New Overtime Regulations Take Effect Aug. 23
Long-awaited and controversial changes to regulations governing overtime compensation will take effect on August 23.
The Department of Labor (DOL) issued the 536-page final rule on April 20. The rule revises the salary and duties tests used to determine who is eligible to receive mandatory overtime pay under the Fair Labor Standards Act (FLSA). To be exempt from those mandates, an employee must (1) be compensated above a specified “minimum salary level,” (2) be paid on a “salary basis,” and (3) perform specified primary “job duties” involving managerial, administrative, or professional skills.
The new regulations change the minimum salary level from $155 a week or $8,060 a year to $455 a week or $23,660 a year. They replace the “long” and “short” duties tests with a single “standard duties” test for executive, administrative, and professional employees, and establish a separate test for highly-compensated employees (those individuals earning more than $100,000 per year). Some changes were also made to the special exemptions for computer professionals and for outside sales employees. New provisions were added to specify that employees in certain occupations are categorically entitled to overtime pay. Among those are “manual laborers or other ‘blue collar’ workers.” The rule states that “nonmanagement employees in maintenance, construction and similar occupations such as carpenters, electricians, mechanics, plumbers, iron workers, craftsmen, operating engineers, longshoremen, construction workers and laborers are entitled to minimum wage and overtime premium pay under the Fair Labor Standards Act, and are not exempt under the regulations in this part no matter how highly paid they might be.”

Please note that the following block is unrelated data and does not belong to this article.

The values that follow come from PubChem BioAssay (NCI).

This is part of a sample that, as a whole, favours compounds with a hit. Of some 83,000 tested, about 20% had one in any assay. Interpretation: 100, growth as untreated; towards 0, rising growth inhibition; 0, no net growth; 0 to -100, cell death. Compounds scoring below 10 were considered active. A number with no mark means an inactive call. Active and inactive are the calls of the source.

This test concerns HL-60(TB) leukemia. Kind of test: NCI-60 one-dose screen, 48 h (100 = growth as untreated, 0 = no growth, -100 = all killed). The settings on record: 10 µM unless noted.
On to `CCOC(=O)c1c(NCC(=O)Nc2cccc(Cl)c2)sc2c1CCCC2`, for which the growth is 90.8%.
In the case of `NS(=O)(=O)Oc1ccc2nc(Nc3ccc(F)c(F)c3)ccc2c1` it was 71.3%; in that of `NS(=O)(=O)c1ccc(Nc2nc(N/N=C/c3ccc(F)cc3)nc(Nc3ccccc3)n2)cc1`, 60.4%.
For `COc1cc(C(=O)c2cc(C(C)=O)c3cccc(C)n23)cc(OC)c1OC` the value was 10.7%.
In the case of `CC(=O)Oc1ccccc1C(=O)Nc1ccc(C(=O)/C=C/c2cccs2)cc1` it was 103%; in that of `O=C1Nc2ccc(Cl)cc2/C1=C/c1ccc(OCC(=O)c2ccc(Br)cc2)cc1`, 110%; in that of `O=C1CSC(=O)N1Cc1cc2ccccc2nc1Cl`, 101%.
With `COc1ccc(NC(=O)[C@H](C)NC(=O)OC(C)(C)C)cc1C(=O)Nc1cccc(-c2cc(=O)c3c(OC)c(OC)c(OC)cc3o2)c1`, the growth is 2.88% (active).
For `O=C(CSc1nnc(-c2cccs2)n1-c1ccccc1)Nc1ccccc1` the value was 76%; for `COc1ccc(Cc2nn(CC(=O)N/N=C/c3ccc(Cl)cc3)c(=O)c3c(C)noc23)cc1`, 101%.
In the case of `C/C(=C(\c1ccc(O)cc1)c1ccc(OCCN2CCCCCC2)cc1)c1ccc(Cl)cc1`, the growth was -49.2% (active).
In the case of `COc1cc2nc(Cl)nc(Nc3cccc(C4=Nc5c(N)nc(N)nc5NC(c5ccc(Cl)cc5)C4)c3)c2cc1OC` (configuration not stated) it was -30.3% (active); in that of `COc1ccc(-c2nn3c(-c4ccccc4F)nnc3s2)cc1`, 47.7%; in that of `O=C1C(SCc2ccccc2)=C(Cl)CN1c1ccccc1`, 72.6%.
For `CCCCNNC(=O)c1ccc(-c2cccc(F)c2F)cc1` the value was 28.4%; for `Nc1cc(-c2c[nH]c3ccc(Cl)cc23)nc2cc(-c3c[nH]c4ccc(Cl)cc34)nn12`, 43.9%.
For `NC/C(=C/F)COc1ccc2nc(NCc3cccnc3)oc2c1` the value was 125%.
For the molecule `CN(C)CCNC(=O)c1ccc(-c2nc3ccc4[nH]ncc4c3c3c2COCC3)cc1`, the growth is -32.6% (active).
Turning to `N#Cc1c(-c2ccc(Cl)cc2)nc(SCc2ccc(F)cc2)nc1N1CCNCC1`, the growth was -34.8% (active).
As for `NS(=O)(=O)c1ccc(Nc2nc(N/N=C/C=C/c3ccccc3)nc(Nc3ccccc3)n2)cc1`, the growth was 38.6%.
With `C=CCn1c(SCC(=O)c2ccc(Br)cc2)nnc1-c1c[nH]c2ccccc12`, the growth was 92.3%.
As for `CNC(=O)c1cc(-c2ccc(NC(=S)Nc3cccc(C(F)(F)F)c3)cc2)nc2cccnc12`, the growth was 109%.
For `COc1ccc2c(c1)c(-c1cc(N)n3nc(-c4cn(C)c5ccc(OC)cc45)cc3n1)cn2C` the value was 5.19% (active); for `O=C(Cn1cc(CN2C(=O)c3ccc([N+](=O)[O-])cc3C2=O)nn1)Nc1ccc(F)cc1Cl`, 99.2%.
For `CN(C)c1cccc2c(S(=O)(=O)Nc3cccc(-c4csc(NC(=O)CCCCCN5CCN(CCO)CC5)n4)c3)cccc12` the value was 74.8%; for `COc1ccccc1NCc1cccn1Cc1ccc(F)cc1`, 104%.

The new rule is not expected to have a major impact on the construction industry. However, contractors are advised to review their classifications and practices to ensure that they were in compliance with the FLSA to begin with and that the new rule does not require any changes. Contractors should also keep in mind that state laws may also apply.
For a copy of the new rule, click here. For further guidance on the rule, click here and scroll down to "Fair Labor Standards Act." An article on this topic is also planned for publication in the November issue of AGC’s CONSTRUCTOR Magazine.
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